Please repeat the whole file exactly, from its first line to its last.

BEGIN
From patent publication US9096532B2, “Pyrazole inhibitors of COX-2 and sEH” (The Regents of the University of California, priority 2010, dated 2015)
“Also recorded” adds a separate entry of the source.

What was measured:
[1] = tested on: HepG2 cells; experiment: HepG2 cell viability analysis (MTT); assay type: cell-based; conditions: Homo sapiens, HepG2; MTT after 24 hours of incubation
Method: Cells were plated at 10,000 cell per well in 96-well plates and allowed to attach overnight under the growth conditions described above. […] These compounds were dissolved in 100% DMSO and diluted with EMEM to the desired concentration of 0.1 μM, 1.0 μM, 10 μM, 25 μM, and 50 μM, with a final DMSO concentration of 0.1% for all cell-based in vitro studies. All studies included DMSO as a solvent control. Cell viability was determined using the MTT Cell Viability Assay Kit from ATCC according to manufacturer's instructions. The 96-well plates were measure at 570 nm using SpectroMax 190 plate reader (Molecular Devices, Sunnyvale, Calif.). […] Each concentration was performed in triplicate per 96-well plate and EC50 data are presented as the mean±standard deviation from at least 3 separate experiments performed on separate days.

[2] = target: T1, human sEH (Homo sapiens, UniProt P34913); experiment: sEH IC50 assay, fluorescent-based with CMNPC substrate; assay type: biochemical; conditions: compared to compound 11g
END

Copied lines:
From patent publication US9096532B2, “Pyrazole inhibitors of COX-2 and sEH” (The Regents of the University of California, priority 2010, dated 2015)
“Also recorded” adds a separate entry of the source.

What was measured:
[1] = tested on: HepG2 cells; experiment: HepG2 cell viability analysis (MTT); assay type: cell-based; conditions: Homo sapiens, HepG2; MTT after 24 hours of incubation
Method: Cells were plated at 10,000 cell per well in 96-well plates and allowed to attach overnight under the growth conditions described above. […] These compounds were dissolved in 100% DMSO and diluted with EMEM to the desired concentration of 0.1 μM, 1.0 μM, 10 μM, 25 μM, and 50 μM, with a final DMSO concentration of 0.1% for all cell-based in vitro studies. All studies included DMSO as a solvent control. Cell viability was determined using the MTT Cell Viability Assay Kit from ATCC according to manufacturer's instructions. The 96-well plates were measure at 570 nm using SpectroMax 190 plate reader (Molecular Devices, Sunnyvale, Calif.). […] Each concentration was performed in triplicate per 96-well plate and EC50 data are presented as the mean±standard deviation from at least 3 separate experiments performed on separate days.

[2] = target: T1, human sEH (Homo sapiens, UniProt P34913); experiment: sEH IC50 assay, fluorescent-based with CMNPC substrate; assay type: biochemical; conditions: compared to compound 11g